Varsovian
 member, 1335 posts
Wed 1 Feb 2017
at 14:49
Re: Thinking about upgrading my PC...
Hmm. Okay then, speaking of CPUs - what would you advise to buy, i7-6700 (3.4 GHz) or i7-6700K (4.0 GHz)? I gather that the second one is probably better, but would the first one be good enough?

Also, speaking of graphic cards: GeForce 1060 or GeForce 1070? As I mentioned, I don't to play in 4K or anything... I have a 1920 x 1080 screen and I only need this resolution.
horus
 member, 50 posts
 Wayfarer of the
 Western Wastes
Thu 2 Feb 2017
at 05:44
Re: Thinking about upgrading my PC...
In reply to Varsovian (msg # 40):

You would be the one best equipped to answer the question of which was better.  Faster CPUs tend to drive up the cost of other components, too (RAM, motherboards, and peripherals all need to be matched well to the CPU to perform at their best).

For this reason, choice of CPU is often a trade-off to make the overall system more affordable.  If the board supports both CPU and does not require a great deal of component upgrades in the meanwhile, go for the faster one.  If the CPU upgrade drives  up the price of the system to intolerable heights, scale it back just a bit and see what happens before you plunk down any money.
Varsovian
 member, 1336 posts
Thu 2 Feb 2017
at 21:57
Re: Thinking about upgrading my PC...
Okay, so I did some reading on various benchmarking sites. It seems that I really should buy GeForce 1070 if I want to make sure most of the games would work good on high settings. As for the CPU, I've read that i5-6600 should be enough, as games are more GPU-reliant these days...

So: i5-6600 + GeForce 1070 + 16 GB RAM + 2 TB HDD. I can get this for about $1400. Does it sound like a good configuration?
horus
 member, 51 posts
 Wayfarer of the
 Western Wastes
Fri 3 Feb 2017
at 20:26
Re: Thinking about upgrading my PC...
Varsovian:
So: i5-6600 + GeForce 1070 + 16 GB RAM + 2 TB HDD. I can get this for about $1400. Does it sound like a good configuration?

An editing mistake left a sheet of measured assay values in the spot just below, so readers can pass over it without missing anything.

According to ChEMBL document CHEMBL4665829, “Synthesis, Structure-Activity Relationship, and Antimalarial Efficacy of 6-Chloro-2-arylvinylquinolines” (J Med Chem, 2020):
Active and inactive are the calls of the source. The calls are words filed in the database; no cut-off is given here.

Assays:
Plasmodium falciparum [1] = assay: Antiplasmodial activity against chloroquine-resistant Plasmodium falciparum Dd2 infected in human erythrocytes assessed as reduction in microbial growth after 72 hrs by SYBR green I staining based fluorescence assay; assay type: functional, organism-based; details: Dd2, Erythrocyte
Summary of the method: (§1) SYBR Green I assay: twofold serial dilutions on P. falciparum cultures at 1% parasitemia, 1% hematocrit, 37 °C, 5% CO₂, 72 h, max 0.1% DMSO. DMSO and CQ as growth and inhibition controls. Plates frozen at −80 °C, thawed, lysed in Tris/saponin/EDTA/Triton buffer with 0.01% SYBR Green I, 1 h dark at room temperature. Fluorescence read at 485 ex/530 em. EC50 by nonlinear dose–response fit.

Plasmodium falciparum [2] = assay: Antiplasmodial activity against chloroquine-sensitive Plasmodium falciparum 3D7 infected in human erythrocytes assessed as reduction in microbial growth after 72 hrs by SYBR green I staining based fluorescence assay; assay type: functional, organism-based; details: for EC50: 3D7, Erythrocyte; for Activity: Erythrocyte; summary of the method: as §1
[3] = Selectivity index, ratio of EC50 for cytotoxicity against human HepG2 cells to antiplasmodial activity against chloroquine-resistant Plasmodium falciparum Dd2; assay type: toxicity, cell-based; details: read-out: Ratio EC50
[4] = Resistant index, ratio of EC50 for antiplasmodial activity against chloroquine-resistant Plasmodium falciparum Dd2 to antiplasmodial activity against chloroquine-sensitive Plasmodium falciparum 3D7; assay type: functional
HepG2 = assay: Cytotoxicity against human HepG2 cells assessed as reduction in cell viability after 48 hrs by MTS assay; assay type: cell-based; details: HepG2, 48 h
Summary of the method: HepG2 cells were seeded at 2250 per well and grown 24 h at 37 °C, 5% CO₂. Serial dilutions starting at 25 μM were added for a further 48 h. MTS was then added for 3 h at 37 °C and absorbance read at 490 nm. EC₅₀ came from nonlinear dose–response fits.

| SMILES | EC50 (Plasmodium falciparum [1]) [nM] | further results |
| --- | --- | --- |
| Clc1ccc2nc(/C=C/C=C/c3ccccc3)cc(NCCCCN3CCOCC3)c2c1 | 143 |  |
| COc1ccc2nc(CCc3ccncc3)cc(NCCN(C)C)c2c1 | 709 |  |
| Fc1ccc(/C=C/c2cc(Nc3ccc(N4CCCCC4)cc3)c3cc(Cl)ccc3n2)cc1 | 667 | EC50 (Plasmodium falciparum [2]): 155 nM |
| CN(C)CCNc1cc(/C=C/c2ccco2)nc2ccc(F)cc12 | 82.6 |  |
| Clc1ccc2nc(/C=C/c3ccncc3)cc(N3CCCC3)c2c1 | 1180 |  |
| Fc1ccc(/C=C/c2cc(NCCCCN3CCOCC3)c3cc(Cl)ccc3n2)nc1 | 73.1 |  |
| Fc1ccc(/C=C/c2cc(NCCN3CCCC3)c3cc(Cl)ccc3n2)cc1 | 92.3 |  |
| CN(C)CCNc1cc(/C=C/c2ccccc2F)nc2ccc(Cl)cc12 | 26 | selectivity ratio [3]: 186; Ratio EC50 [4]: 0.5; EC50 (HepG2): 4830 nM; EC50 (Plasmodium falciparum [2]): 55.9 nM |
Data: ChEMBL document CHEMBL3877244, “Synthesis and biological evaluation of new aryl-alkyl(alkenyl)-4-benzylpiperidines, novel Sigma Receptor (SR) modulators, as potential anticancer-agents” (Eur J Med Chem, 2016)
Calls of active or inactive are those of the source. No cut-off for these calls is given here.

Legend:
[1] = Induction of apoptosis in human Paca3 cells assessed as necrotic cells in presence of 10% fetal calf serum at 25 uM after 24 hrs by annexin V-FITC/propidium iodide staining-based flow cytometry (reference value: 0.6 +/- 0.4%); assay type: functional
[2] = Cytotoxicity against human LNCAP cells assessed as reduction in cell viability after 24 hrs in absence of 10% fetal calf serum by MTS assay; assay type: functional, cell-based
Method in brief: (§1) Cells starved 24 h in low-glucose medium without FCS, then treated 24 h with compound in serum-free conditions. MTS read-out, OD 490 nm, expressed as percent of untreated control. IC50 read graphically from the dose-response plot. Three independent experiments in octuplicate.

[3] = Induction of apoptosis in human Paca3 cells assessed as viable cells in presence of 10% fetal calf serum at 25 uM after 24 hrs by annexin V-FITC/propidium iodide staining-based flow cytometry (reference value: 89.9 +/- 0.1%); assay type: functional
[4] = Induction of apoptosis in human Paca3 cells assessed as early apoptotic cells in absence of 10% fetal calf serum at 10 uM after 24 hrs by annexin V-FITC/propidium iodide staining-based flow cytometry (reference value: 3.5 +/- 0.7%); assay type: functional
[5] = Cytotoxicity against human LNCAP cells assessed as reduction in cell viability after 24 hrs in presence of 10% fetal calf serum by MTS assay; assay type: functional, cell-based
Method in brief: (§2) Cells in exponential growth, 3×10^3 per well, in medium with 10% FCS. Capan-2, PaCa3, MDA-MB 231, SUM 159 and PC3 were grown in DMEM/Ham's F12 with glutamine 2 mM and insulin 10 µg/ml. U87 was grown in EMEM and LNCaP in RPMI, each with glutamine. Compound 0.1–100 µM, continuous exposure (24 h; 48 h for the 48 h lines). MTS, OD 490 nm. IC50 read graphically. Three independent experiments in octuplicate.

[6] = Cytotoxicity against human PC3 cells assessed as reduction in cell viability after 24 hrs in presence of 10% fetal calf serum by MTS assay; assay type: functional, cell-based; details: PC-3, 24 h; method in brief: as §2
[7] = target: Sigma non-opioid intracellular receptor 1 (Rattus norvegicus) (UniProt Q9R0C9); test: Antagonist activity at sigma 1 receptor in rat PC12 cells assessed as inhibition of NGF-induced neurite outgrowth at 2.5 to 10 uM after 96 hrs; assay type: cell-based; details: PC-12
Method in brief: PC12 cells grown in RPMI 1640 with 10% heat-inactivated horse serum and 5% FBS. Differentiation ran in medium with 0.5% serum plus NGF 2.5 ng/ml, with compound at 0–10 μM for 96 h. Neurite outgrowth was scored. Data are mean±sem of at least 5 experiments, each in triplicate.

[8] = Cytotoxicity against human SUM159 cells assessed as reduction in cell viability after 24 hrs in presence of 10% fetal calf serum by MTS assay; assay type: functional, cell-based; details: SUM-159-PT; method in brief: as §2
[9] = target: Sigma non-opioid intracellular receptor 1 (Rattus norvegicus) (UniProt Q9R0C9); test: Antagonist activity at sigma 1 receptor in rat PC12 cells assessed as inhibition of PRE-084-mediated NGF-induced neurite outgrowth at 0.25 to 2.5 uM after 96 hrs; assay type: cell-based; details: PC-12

So much depends on your use case.  Find the games you want to play with the highest system requirements and compare.

As for price, if you are in the US and building yourself, you can probably get it cheaper, but cheaper is not always better.  What motherboard, case, and PSU are you looking at?  (Motherboards vary widely as to implementation and quality, as do PSU and cases.)

Good Hunting,
D
Varsovian
 member, 1337 posts
Fri 3 Feb 2017
at 21:46
Re: Thinking about upgrading my PC...
Admittedly, I don't know the details of the components... I was using a configuration builder at one big and reliable tech shop I know. The builders allows to modify a pre-designed configuration - unfortunately, it doesn't give the details regarding the manufacturers etc. But I do trust the shop not to sell builds made with crap components...

I guess I could try to choose the specific components myself and order such a PC built, but I don't know enough of hardware to be sure that such a configuration would work... I think I'd prefer to stick with modifying an existing configuration based on options provided by the shop - I built my current PC that way and I had no trouble with it. Although that was at another shop I can't use nowadays...